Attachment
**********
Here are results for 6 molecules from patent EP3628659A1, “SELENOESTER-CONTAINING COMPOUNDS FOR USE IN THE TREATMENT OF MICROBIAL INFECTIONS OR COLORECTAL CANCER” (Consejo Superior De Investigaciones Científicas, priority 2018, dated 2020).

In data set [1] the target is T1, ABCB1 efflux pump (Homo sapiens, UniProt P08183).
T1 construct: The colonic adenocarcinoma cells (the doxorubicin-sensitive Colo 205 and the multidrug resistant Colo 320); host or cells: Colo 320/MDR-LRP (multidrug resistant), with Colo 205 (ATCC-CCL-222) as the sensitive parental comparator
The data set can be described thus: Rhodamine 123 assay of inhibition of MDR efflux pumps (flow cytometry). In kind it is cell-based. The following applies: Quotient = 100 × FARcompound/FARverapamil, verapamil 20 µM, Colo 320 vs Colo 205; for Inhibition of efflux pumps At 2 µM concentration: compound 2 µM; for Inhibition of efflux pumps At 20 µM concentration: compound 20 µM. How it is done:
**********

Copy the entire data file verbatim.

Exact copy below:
Here are results for 6 molecules from patent EP3628659A1, “SELENOESTER-CONTAINING COMPOUNDS FOR USE IN THE TREATMENT OF MICROBIAL INFECTIONS OR COLORECTAL CANCER” (Consejo Superior De Investigaciones Científicas, priority 2018, dated 2020).

In data set [1] the target is T1, ABCB1 efflux pump (Homo sapiens, UniProt P08183).
T1 construct: The colonic adenocarcinoma cells (the doxorubicin-sensitive Colo 205 and the multidrug resistant Colo 320); host or cells: Colo 320/MDR-LRP (multidrug resistant), with Colo 205 (ATCC-CCL-222) as the sensitive parental comparator
The data set can be described thus: Rhodamine 123 assay of inhibition of MDR efflux pumps (flow cytometry). In kind it is cell-based. The following applies: Quotient = 100 × FARcompound/FARverapamil, verapamil 20 µM, Colo 320 vs Colo 205; for Inhibition of efflux pumps At 2 µM concentration: compound 2 µM; for Inhibition of efflux pumps At 20 µM concentration: compound 20 µM. How it is done: